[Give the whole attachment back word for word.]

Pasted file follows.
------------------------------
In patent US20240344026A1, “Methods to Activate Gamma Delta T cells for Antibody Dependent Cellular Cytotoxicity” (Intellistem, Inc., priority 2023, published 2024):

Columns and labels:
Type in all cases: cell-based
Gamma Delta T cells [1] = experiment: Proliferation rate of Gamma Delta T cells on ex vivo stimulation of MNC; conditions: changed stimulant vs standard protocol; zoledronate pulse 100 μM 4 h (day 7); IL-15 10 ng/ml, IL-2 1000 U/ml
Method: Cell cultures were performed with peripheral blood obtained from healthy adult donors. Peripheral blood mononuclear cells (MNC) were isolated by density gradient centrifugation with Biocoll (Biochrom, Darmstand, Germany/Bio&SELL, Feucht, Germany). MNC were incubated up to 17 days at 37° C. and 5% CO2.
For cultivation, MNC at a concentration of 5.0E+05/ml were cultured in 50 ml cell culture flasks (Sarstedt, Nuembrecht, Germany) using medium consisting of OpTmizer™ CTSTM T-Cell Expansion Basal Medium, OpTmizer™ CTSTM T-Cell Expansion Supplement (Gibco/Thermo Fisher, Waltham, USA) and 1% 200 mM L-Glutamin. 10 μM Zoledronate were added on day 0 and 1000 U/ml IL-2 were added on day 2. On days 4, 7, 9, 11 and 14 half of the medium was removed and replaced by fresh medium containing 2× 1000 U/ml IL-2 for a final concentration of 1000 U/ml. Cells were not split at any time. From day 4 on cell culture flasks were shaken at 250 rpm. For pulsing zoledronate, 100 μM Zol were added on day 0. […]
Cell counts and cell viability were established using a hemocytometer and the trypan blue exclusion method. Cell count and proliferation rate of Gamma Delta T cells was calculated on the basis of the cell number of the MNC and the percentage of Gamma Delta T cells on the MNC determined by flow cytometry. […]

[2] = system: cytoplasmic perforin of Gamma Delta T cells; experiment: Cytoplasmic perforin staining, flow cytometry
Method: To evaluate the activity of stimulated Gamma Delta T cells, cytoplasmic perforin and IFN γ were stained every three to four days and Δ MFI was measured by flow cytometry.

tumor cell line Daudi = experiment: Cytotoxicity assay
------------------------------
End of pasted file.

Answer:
In patent US20240344026A1, “Methods to Activate Gamma Delta T cells for Antibody Dependent Cellular Cytotoxicity” (Intellistem, Inc., priority 2023, published 2024):

Columns and labels:
Type in all cases: cell-based
Gamma Delta T cells [1] = experiment: Proliferation rate of Gamma Delta T cells on ex vivo stimulation of MNC; conditions: changed stimulant vs standard protocol; zoledronate pulse 100 μM 4 h (day 7); IL-15 10 ng/ml, IL-2 1000 U/ml
Method: Cell cultures were performed with peripheral blood obtained from healthy adult donors. Peripheral blood mononuclear cells (MNC) were isolated by density gradient centrifugation with Biocoll (Biochrom, Darmstand, Germany/Bio&SELL, Feucht, Germany). MNC were incubated up to 17 days at 37° C. and 5% CO2.
For cultivation, MNC at a concentration of 5.0E+05/ml were cultured in 50 ml cell culture flasks (Sarstedt, Nuembrecht, Germany) using medium consisting of OpTmizer™ CTSTM T-Cell Expansion Basal Medium, OpTmizer™ CTSTM T-Cell Expansion Supplement (Gibco/Thermo Fisher, Waltham, USA) and 1% 200 mM L-Glutamin. 10 μM Zoledronate were added on day 0 and 1000 U/ml IL-2 were added on day 2. On days 4, 7, 9, 11 and 14 half of the medium was removed and replaced by fresh medium containing 2× 1000 U/ml IL-2 for a final concentration of 1000 U/ml. Cells were not split at any time. From day 4 on cell culture flasks were shaken at 250 rpm. For pulsing zoledronate, 100 μM Zol were added on day 0. […]
Cell counts and cell viability were established using a hemocytometer and the trypan blue exclusion method. Cell count and proliferation rate of Gamma Delta T cells was calculated on the basis of the cell number of the MNC and the percentage of Gamma Delta T cells on the MNC determined by flow cytometry. […]

[2] = system: cytoplasmic perforin of Gamma Delta T cells; experiment: Cytoplasmic perforin staining, flow cytometry
Method: To evaluate the activity of stimulated Gamma Delta T cells, cytoplasmic perforin and IFN γ were stained every three to four days and Δ MFI was measured by flow cytometry.

tumor cell line Daudi = experiment: Cytotoxicity assay